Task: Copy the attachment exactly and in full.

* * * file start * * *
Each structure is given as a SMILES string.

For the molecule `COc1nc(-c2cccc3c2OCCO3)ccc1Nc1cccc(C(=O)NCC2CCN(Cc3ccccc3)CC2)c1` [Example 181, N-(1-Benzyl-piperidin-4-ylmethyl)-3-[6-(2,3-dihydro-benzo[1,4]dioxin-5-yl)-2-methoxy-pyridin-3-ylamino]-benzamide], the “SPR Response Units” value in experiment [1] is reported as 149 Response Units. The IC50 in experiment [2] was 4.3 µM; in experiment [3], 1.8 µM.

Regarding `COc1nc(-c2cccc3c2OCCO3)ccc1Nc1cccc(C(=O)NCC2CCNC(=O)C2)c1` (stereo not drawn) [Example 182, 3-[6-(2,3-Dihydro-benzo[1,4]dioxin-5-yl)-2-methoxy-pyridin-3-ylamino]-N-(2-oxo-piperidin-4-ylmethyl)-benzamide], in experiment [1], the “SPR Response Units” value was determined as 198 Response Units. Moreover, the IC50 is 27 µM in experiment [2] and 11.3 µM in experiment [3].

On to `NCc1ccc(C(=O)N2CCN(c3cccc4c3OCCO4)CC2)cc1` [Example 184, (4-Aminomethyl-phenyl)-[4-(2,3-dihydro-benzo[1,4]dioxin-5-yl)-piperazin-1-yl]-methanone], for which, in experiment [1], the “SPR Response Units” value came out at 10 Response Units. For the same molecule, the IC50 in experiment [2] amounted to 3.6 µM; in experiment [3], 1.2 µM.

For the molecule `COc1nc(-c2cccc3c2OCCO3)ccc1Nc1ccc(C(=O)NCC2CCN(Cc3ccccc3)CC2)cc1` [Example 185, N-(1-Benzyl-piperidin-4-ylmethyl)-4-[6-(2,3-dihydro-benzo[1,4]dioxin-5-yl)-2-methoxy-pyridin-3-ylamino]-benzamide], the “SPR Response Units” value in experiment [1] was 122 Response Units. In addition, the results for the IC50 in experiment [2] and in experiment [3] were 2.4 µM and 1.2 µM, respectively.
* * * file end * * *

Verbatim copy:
Each structure is given as a SMILES string.

For the molecule `COc1nc(-c2cccc3c2OCCO3)ccc1Nc1cccc(C(=O)NCC2CCN(Cc3ccccc3)CC2)c1` [Example 181, N-(1-Benzyl-piperidin-4-ylmethyl)-3-[6-(2,3-dihydro-benzo[1,4]dioxin-5-yl)-2-methoxy-pyridin-3-ylamino]-benzamide], the “SPR Response Units” value in experiment [1] is reported as 149 Response Units. The IC50 in experiment [2] was 4.3 µM; in experiment [3], 1.8 µM.

Regarding `COc1nc(-c2cccc3c2OCCO3)ccc1Nc1cccc(C(=O)NCC2CCNC(=O)C2)c1` (stereo not drawn) [Example 182, 3-[6-(2,3-Dihydro-benzo[1,4]dioxin-5-yl)-2-methoxy-pyridin-3-ylamino]-N-(2-oxo-piperidin-4-ylmethyl)-benzamide], in experiment [1], the “SPR Response Units” value was determined as 198 Response Units. Moreover, the IC50 is 27 µM in experiment [2] and 11.3 µM in experiment [3].

On to `NCc1ccc(C(=O)N2CCN(c3cccc4c3OCCO4)CC2)cc1` [Example 184, (4-Aminomethyl-phenyl)-[4-(2,3-dihydro-benzo[1,4]dioxin-5-yl)-piperazin-1-yl]-methanone], for which, in experiment [1], the “SPR Response Units” value came out at 10 Response Units. For the same molecule, the IC50 in experiment [2] amounted to 3.6 µM; in experiment [3], 1.2 µM.

For the molecule `COc1nc(-c2cccc3c2OCCO3)ccc1Nc1ccc(C(=O)NCC2CCN(Cc3ccccc3)CC2)cc1` [Example 185, N-(1-Benzyl-piperidin-4-ylmethyl)-4-[6-(2,3-dihydro-benzo[1,4]dioxin-5-yl)-2-methoxy-pyridin-3-ylamino]-benzamide], the “SPR Response Units” value in experiment [1] was 122 Response Units. In addition, the results for the IC50 in experiment [2] and in experiment [3] were 2.4 µM and 1.2 µM, respectively.